Gene Therapy Center
Nervous System Diseases | Neuroscience and Neurobiology
Spinal muscular atrophy (SMA) is a neuromuscular disorder caused by loss of survival motor neuron (SMN) protein. While SMN restoration therapies are beneficial, they are not a cure. We aimed to identify novel treatments to alleviate muscle pathology combining transcriptomics, proteomics and perturbational datasets. This revealed potential drug candidates for repurposing in SMA. One of the lead candidates, harmine, was further investigated in cell and animal models, improving multiple disease phenotypes, including SMN expression and lifespan. Our work highlights the potential of multiple, parallel data driven approaches for development of novel treatments for use in combination with SMN restoration therapies.
Neuroscience, Spinal muscular atrophy, survival motor neuron (SMN) protein, harmine, SMN restoration therapies, multi-omics
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The copyright holder for this preprint (which was not peer-reviewed) is the author/funder. It is made available under a CC-BY 4.0 International license.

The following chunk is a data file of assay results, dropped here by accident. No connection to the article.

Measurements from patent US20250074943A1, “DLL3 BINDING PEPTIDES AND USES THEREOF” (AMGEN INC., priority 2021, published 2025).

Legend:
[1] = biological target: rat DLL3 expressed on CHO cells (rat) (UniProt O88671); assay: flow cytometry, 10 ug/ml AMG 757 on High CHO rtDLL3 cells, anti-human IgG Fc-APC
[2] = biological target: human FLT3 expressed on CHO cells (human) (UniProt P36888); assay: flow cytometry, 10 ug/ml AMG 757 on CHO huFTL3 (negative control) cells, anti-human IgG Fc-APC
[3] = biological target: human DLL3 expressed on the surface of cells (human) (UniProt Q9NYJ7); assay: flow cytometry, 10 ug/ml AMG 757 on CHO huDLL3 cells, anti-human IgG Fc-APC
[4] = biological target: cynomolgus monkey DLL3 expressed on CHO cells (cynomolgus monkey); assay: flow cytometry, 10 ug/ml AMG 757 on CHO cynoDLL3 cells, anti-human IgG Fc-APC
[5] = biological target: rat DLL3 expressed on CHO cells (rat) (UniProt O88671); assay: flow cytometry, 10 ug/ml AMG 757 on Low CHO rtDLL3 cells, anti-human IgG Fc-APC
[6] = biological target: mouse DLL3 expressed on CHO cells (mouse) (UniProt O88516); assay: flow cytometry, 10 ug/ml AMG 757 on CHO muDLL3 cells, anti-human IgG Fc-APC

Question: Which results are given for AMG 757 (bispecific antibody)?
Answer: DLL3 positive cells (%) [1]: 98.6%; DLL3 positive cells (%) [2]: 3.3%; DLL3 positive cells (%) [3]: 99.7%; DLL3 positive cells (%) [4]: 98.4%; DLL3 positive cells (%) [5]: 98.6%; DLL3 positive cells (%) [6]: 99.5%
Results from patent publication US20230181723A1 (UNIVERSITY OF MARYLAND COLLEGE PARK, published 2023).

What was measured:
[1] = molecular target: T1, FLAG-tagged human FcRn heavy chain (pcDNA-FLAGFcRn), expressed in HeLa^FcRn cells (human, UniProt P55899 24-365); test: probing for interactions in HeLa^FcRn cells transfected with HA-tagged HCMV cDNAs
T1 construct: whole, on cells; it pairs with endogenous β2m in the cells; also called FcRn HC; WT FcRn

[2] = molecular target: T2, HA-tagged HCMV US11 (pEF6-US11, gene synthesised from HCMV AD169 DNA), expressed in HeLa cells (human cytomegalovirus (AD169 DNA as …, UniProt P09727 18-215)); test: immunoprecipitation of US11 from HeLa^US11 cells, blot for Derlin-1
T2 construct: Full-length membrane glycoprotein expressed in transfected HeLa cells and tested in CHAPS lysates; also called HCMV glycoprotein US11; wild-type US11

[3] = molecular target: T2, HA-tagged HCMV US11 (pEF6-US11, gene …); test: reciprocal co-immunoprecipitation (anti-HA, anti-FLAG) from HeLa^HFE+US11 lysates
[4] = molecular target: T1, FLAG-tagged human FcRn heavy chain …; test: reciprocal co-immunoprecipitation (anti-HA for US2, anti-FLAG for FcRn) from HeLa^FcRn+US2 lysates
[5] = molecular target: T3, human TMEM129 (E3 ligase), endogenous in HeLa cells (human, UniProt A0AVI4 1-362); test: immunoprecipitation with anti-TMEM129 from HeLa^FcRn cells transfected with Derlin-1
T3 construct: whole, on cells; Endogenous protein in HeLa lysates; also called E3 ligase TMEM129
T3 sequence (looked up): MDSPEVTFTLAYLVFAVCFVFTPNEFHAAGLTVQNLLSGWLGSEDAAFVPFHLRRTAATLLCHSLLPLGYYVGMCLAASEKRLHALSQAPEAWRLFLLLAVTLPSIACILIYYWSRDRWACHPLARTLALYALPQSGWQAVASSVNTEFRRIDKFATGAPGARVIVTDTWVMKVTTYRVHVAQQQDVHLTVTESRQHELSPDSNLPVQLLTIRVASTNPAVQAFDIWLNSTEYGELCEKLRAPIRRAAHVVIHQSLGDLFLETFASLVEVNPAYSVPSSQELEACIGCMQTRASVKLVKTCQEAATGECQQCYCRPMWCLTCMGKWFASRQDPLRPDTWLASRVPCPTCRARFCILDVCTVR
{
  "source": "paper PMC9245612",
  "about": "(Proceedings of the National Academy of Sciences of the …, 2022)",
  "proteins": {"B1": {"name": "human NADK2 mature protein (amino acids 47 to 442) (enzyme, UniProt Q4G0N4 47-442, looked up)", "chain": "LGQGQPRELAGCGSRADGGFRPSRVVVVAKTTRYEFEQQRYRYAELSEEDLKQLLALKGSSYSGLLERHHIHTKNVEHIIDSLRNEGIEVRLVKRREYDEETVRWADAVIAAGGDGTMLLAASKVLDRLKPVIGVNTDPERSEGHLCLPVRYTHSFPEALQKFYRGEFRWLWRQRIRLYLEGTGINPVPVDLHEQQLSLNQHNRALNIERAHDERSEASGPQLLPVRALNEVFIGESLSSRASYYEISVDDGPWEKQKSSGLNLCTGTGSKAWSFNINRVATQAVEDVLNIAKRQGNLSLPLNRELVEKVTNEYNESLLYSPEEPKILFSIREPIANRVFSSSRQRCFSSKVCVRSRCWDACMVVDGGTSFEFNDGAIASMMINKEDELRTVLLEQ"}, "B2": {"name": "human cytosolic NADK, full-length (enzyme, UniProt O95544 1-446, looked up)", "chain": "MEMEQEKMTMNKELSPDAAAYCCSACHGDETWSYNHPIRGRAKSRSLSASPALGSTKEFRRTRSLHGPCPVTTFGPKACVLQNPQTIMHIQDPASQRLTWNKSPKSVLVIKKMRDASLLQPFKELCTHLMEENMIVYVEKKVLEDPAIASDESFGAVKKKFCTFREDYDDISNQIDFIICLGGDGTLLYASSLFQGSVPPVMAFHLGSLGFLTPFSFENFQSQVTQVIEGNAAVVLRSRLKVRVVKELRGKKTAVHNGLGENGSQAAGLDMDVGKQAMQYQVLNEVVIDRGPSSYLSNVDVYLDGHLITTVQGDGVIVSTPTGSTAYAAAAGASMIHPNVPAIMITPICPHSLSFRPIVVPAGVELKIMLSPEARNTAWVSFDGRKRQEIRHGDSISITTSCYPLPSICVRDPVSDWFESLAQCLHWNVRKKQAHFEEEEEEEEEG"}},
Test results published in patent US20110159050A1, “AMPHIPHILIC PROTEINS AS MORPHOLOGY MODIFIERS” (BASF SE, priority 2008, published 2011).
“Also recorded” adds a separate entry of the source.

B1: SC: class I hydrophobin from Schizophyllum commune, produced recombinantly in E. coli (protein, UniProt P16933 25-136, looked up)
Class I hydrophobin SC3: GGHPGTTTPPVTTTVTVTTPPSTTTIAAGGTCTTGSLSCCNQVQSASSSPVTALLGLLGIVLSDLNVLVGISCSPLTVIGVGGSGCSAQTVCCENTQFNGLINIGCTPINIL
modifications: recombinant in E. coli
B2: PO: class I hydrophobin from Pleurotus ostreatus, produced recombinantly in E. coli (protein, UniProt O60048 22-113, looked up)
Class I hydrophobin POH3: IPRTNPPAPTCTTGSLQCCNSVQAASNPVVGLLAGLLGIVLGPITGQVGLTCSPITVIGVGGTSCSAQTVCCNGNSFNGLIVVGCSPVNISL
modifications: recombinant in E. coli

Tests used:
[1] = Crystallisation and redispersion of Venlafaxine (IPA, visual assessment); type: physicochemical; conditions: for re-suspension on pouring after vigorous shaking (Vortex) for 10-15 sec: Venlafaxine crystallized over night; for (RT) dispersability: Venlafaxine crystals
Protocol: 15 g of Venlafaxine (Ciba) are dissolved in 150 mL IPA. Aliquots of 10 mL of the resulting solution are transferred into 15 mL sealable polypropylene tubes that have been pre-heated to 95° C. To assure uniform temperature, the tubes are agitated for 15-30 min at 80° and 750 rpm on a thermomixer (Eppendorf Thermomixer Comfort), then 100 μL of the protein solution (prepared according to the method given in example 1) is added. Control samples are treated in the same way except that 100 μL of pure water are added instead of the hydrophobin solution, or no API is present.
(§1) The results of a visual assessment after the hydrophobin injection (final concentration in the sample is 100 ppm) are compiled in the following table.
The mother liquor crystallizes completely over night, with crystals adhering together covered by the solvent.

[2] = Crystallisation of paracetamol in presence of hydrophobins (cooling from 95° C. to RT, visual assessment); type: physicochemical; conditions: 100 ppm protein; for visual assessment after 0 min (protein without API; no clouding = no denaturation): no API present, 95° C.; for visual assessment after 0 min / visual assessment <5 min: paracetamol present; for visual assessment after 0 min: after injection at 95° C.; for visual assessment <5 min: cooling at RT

DOI of Published Version
bioRxiv 2019.12.17.879353; doi: https://doi.org/10.1101/2019.12.17.879353. Link to preprint on bioRxiv service.
Meijboom K, Volpato V, Monzón-Sandoval J, Hoolachan JM, Hammond SM, Abendroth F, de Jong OG, Hazell G, Ahlskog N, Wood MJ, Webber C, Bowerman M. (2019). Combining multi-omics and drug perturbation profiles to identify novel treatments that improve disease phenotypes in spinal muscular atrophy. University of Massachusetts Medical School Faculty Publications. https://doi.org/10.1101/2019.12.17.879353. Retrieved from https://escholarship.umassmed.edu/faculty_pubs/1656
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This work is licensed under a Creative Commons Attribution 4.0 License.